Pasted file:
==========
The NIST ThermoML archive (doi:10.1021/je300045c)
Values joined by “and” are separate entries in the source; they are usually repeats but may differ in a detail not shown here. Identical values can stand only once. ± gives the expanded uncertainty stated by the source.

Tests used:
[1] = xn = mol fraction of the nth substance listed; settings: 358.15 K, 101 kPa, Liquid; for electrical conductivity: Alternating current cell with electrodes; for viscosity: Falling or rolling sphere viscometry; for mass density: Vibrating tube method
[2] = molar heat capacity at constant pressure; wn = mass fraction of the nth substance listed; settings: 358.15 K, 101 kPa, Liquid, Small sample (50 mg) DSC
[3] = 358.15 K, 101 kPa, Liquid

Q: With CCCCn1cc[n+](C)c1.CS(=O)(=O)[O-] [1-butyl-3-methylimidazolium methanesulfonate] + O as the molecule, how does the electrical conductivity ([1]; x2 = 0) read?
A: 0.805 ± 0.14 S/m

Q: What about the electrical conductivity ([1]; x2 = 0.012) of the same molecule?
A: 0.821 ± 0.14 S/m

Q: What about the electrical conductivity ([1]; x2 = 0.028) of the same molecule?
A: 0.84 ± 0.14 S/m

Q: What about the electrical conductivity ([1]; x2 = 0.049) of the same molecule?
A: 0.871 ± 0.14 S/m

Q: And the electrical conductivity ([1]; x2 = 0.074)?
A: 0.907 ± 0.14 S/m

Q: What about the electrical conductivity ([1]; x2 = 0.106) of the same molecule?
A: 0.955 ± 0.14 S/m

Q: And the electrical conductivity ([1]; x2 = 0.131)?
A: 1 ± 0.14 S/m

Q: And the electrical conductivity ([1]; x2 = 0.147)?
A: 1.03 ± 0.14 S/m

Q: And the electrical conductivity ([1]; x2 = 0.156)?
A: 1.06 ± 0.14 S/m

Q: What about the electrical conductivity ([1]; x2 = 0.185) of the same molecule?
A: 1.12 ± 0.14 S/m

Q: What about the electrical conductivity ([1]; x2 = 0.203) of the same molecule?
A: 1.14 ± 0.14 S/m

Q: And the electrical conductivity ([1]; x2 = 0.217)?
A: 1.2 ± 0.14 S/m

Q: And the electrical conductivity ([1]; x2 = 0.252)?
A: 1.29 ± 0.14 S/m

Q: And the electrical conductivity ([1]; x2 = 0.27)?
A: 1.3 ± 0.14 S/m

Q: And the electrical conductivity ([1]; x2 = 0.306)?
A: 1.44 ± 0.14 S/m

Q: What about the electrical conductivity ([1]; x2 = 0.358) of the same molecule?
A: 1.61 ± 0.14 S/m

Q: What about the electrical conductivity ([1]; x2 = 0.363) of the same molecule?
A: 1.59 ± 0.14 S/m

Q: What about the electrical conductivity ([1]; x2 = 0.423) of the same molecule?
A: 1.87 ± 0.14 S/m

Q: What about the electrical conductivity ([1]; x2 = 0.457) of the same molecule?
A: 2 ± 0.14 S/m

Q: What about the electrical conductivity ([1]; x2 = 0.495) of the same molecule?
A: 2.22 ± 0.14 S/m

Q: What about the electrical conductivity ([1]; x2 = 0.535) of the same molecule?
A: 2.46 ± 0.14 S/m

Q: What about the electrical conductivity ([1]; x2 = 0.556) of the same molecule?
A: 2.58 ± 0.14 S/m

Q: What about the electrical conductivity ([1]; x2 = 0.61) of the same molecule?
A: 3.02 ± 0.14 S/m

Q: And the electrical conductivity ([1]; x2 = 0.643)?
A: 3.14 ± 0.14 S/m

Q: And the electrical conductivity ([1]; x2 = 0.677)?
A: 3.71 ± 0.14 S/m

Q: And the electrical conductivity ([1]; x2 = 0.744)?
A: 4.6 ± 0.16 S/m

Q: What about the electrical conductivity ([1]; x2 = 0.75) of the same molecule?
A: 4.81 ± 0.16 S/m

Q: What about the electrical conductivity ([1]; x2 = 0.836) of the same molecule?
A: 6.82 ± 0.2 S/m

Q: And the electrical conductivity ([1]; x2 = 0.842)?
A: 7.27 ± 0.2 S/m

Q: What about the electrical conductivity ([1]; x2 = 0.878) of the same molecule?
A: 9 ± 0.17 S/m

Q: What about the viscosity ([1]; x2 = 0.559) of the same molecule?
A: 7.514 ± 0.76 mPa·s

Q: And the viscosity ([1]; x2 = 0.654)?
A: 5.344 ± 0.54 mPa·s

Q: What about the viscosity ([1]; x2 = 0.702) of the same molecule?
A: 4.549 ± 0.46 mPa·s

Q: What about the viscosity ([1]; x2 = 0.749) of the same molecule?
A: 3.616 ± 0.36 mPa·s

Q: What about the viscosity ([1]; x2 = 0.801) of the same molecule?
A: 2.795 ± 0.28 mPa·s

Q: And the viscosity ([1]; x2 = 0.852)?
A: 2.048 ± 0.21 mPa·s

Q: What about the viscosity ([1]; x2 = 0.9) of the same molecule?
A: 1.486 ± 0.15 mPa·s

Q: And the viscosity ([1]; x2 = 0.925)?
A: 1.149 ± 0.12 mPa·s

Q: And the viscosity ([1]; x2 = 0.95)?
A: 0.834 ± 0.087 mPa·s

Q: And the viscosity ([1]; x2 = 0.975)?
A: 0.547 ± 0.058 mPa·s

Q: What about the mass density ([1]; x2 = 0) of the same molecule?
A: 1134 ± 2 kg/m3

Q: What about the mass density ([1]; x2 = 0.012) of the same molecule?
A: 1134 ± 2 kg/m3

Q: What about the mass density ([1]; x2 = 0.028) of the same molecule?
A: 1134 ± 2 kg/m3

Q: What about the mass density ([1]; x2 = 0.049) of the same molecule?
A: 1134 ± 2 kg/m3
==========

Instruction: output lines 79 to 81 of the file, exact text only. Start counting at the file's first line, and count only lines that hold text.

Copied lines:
Q: What about the viscosity ([1]; x2 = 0.9) of the same molecule?
A: 1.486 ± 0.15 mPa·s

Q: And the viscosity ([1]; x2 = 0.925)?